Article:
Such sentiments are laughable. Anyone who can do to these animals what Navarro did does not love their horses. Navarro abused his horses.
“These are among some of the factors that put the lie to Navarro's submission and his multiple letters of support quoted in and appended to Navarro's sentencing submission, in which third parties claim that Navarro made decisions for the health and well-being of his horses,” the government wrote. “That notion simply does not comport with the hundreds of conversations wherein Navarro sought PEDs to use on his horses, discussed administering novel PEDs on his horses, pushed horses in poor physical shape to compete, and displayed indifference at the physical ramifications of administering PEDs to horses.”
One can only hope that Vyskocil agrees. Send him to prison for five years. Deport him. Take away his money. It's time for the Juice Man to get what he deserves.
And What About Navarro's Owners?
The government's sentencing letter includes a recapping of a conversation with the owner of a horse named Nanoosh (Paytner). The unnamed owner and Navarro discuss the horse's recent poor form and the owner asks him if he was “giving them [Nanoosh] all the shit?” The owner also asked Navarro, “Is this horse jacked out? Is he on fucking pills or what or are we just fucking -,” Navarro responded, “Everything…he gets everything.”
The same exchange was also referred to 21 months ago when Navarro was originally indicted. According to Equibase, the horse was owned by the partnership of Rockingham Ranch, Zayat Stables LL and David A. Bernsen LLC. Rockingham Ranch and Bernsen are still active owners. Zayat, due to problems unrelated to Nanoosh, is not active in the sport.
Doesn't anyone in the sport want to get to the bottom of this? It can't be that hard to find out who the owner was that had the discussion with Navarro. Once the name is revealed, that person should be barred from the sport immediately and permanently.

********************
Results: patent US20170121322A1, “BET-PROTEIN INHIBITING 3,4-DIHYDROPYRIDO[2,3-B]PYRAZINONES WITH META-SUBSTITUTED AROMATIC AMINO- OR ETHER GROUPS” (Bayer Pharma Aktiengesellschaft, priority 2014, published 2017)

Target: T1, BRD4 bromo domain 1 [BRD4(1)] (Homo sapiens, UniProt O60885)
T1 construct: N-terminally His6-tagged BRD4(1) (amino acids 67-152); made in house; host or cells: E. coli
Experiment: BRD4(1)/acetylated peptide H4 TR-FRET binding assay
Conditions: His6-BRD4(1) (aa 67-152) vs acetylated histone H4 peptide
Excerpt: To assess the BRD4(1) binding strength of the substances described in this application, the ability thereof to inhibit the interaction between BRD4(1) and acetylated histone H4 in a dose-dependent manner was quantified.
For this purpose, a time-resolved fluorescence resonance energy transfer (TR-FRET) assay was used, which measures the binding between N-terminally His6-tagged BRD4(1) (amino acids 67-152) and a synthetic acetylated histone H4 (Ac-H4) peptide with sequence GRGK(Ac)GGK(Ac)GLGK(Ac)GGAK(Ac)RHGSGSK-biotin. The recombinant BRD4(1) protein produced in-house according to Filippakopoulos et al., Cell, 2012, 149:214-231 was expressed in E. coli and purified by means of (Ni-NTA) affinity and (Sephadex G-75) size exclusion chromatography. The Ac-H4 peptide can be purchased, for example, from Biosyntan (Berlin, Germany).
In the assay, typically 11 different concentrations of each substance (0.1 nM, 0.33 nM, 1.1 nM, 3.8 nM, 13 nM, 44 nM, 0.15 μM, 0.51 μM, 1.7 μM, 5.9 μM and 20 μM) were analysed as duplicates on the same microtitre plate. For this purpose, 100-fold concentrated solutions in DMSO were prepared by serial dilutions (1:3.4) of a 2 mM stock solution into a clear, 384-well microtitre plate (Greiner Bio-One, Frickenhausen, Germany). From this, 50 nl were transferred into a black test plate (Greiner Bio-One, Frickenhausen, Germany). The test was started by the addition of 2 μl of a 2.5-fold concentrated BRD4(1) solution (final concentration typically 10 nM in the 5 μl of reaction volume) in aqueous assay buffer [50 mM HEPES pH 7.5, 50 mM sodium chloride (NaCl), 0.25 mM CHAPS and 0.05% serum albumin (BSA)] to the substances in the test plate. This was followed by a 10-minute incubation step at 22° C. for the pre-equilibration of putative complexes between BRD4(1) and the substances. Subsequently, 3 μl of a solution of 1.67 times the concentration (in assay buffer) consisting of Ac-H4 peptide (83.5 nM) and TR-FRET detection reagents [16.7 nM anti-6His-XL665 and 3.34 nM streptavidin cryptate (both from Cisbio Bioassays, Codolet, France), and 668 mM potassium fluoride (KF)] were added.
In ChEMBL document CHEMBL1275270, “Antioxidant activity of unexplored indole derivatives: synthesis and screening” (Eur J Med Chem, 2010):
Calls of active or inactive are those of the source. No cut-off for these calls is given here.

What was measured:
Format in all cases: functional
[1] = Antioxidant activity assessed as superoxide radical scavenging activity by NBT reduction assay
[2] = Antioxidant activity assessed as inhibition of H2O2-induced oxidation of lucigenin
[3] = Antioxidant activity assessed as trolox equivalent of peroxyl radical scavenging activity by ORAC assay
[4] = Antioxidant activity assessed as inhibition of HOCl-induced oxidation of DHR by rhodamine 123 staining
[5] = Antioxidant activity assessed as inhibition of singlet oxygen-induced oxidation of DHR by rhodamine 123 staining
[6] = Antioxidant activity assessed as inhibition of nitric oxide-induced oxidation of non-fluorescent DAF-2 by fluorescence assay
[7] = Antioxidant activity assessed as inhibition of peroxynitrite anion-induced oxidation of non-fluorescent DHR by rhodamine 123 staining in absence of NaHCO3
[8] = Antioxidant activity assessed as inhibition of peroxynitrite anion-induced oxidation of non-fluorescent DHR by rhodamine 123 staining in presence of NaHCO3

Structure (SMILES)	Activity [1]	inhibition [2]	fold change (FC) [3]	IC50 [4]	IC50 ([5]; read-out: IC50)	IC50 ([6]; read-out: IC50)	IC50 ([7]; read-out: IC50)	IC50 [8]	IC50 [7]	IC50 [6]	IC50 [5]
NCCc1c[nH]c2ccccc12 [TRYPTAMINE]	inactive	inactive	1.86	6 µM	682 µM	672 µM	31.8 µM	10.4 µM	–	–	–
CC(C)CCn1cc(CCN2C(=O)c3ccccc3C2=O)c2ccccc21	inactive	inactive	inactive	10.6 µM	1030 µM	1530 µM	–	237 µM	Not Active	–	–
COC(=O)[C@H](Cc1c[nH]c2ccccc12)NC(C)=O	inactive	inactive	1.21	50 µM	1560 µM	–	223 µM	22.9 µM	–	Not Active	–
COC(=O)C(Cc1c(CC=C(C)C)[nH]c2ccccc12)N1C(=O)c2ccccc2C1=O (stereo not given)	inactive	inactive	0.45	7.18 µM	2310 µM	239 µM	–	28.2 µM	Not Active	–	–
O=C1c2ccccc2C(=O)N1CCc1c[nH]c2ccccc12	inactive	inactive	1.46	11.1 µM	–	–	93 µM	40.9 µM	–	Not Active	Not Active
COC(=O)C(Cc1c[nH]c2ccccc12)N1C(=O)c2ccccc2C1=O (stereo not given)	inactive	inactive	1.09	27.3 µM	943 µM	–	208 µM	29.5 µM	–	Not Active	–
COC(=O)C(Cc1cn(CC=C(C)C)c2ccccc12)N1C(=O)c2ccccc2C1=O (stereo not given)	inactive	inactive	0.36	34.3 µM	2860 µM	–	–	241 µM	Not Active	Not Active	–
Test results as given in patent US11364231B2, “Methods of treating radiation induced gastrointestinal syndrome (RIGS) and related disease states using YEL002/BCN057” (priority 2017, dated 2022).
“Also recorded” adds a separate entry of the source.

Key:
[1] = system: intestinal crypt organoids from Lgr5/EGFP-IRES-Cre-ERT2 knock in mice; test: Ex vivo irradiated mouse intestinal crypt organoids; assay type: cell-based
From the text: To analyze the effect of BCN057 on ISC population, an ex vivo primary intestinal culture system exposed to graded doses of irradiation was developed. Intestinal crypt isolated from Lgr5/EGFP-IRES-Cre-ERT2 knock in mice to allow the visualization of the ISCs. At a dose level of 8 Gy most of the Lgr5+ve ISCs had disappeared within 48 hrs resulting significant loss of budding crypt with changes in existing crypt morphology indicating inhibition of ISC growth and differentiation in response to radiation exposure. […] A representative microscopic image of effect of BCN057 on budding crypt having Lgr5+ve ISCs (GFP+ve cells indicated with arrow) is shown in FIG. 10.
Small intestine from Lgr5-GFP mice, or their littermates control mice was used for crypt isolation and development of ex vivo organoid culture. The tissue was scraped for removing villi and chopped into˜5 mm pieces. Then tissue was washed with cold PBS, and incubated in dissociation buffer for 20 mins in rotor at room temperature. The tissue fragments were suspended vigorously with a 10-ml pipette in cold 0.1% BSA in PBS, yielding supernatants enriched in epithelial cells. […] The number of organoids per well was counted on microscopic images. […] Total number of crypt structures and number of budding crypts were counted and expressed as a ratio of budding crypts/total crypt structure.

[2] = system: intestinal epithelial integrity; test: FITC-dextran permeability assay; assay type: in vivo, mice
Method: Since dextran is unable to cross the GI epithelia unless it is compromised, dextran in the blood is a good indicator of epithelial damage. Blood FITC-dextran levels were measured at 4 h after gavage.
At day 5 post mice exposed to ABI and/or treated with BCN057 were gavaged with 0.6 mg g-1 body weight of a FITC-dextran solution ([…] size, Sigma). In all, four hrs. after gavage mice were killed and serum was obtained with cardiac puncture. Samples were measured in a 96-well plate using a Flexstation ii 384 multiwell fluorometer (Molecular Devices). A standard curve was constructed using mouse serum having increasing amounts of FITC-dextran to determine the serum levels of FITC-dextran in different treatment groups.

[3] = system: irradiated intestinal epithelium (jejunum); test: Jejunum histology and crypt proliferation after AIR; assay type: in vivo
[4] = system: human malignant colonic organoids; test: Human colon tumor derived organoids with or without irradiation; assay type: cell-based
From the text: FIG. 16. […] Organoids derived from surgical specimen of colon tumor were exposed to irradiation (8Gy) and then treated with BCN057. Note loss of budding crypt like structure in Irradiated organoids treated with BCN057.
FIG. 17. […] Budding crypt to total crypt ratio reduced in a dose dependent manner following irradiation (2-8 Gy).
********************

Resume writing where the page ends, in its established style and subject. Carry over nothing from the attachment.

The Remsen Fiasco
Protests seeking to overrule stewards' decisions usually don't get very far, but the case of this year's GII Remsen S. is one where the New York Gaming Commission should absolutely reverse the order of finish. The Aqueduct stewards got this one wrong.
The race came down to Mo Donegal (Uncle Mo) and Zandon (Upstart), who were noses apart as they headed toward the wire. Aboard race winner Mo Donegal, jockey Irad Ortiz, Jr. appeared to go out of his way to intimidate his rival. The two bumped near the wire with, according to the Equibase chart, Ortiz throwing “repeated exaggerated crosses with the left rein near the face of the runner-up…”It got so bad that Ortiz appeared to strike Zandon with his elbow.
Mo Donegal won by a nose.
Zandon's owner Jeff Drown filed his protest last week and maintained that his horse would have won if not for Ortiz's antics. He's not wrong.
It's not just that the stewards blew this decision. That it involved Ortiz was not a surprise. A day earlier, riding a horse named Gran Casique (Algorithms), he dropped another rider when, down the backstretch, he came over several paths on his way to trying to maintain a position on the rail. For that ride, he was hit with a 30-day careless riding suspension.
For months, Ortiz's critics have been calling him out for his overly aggressive riding style and, in particular, his penchant for herding other horses and riders. Yet, until the Gran Casique race, the NYRA stewards had more or less looked the other way. That appeared to embolden Ortiz.
Yes, the stewards did the right thing when they gave Ortiz the 30-day suspension. But they reverted to form in the Remsen. They didn't take Mo Donegal down and they didn't suspend or fine Ortiz for his ride. Once again, when it came to Ortiz, the wrong message was sent.